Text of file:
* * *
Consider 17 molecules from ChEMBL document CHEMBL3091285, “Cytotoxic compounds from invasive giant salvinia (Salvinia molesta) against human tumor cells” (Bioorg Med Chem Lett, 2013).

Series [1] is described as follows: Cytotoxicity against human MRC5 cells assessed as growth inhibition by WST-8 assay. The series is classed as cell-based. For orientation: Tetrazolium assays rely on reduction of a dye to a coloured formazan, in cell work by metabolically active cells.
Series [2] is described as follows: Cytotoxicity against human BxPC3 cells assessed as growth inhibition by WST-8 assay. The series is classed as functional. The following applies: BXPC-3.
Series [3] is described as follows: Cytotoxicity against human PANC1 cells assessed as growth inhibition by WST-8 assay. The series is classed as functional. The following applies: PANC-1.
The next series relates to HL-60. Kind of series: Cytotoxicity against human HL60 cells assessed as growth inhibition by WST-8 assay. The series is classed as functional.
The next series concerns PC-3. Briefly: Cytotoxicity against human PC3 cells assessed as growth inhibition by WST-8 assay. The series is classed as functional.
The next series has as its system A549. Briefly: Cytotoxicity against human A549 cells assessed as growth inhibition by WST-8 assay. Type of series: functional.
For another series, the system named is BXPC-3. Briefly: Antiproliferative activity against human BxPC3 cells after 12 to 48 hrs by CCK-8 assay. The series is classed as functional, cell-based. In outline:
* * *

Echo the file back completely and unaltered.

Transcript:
Consider 17 molecules from ChEMBL document CHEMBL3091285, “Cytotoxic compounds from invasive giant salvinia (Salvinia molesta) against human tumor cells” (Bioorg Med Chem Lett, 2013).

Series [1] is described as follows: Cytotoxicity against human MRC5 cells assessed as growth inhibition by WST-8 assay. The series is classed as cell-based. For orientation: Tetrazolium assays rely on reduction of a dye to a coloured formazan, in cell work by metabolically active cells.
Series [2] is described as follows: Cytotoxicity against human BxPC3 cells assessed as growth inhibition by WST-8 assay. The series is classed as functional. The following applies: BXPC-3.
Series [3] is described as follows: Cytotoxicity against human PANC1 cells assessed as growth inhibition by WST-8 assay. The series is classed as functional. The following applies: PANC-1.
The next series relates to HL-60. Kind of series: Cytotoxicity against human HL60 cells assessed as growth inhibition by WST-8 assay. The series is classed as functional.
The next series concerns PC-3. Briefly: Cytotoxicity against human PC3 cells assessed as growth inhibition by WST-8 assay. The series is classed as functional.
The next series has as its system A549. Briefly: Cytotoxicity against human A549 cells assessed as growth inhibition by WST-8 assay. Type of series: functional.
For another series, the system named is BXPC-3. Briefly: Antiproliferative activity against human BxPC3 cells after 12 to 48 hrs by CCK-8 assay. The series is classed as functional, cell-based. In outline: